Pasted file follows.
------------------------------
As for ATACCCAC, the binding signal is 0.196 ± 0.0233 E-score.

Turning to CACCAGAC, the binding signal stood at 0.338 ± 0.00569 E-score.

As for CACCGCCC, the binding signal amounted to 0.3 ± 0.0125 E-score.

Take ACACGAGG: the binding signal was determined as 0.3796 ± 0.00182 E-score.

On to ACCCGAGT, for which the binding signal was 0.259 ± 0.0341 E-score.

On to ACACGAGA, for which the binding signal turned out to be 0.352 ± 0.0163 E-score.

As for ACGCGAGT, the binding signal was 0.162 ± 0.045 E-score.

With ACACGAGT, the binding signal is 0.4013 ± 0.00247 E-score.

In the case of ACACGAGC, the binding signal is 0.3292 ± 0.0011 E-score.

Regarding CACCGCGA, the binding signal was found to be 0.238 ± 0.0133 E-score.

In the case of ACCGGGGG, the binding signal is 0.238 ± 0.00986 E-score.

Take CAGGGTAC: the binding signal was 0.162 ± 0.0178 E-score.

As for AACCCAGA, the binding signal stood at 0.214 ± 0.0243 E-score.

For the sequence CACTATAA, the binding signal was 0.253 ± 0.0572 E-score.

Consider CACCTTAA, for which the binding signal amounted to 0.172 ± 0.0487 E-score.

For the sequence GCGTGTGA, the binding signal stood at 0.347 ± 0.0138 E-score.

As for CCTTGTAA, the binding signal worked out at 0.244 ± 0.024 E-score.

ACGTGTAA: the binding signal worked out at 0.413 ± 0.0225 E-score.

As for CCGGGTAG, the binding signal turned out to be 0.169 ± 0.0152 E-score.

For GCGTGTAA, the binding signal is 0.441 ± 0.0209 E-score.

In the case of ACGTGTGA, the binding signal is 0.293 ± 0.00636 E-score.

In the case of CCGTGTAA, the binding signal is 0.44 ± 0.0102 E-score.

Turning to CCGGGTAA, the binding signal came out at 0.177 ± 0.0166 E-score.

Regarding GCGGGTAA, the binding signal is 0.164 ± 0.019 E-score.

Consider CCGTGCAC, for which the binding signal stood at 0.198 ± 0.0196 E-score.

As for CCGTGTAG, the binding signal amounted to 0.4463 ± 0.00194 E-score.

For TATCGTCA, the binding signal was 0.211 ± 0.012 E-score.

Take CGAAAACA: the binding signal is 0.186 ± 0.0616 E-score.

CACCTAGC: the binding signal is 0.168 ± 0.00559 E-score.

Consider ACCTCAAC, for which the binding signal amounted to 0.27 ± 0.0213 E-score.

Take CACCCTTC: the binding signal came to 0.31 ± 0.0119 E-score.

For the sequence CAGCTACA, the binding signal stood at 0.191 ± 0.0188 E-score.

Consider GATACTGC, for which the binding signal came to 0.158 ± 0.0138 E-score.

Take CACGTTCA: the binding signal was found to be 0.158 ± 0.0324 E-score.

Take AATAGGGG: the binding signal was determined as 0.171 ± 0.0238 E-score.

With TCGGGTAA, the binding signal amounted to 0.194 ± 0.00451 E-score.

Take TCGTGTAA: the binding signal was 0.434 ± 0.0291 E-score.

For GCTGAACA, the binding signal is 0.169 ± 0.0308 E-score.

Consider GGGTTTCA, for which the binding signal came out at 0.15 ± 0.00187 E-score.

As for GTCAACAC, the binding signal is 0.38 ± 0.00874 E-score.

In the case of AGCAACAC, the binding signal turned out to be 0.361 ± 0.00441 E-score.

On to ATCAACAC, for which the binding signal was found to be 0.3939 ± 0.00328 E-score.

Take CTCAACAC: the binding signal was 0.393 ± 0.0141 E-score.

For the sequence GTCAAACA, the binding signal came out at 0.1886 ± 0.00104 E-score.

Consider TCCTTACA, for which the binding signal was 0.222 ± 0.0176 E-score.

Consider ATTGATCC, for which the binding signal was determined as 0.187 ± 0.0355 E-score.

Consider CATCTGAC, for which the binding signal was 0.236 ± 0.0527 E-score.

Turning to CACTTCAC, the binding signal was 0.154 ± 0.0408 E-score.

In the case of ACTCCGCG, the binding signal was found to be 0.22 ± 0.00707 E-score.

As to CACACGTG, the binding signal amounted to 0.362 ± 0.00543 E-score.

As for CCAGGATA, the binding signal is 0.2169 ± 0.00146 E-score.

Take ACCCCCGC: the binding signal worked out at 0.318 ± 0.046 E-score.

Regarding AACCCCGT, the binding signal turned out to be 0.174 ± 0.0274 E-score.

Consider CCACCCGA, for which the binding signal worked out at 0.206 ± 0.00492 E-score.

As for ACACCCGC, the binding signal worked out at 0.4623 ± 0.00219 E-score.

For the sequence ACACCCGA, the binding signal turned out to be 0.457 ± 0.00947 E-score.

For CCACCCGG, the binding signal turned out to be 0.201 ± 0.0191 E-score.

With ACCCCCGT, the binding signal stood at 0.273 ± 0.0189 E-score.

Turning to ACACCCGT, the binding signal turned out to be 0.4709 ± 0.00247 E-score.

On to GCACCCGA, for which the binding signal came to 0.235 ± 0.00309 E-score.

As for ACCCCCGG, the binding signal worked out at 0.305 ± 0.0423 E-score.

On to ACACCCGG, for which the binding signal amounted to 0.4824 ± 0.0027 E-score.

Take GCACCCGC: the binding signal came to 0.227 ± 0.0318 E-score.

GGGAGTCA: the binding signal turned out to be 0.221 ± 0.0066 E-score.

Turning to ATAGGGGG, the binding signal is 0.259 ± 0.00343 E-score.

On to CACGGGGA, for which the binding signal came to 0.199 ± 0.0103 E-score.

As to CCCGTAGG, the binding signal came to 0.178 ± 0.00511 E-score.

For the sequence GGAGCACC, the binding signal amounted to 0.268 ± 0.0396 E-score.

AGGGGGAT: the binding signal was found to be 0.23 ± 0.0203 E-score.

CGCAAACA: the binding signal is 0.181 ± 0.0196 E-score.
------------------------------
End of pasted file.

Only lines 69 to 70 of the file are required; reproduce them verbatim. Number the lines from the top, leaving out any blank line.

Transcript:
AGGGGGAT: the binding signal was found to be 0.23 ± 0.0203 E-score.

CGCAAACA: the binding signal is 0.181 ± 0.0196 E-score.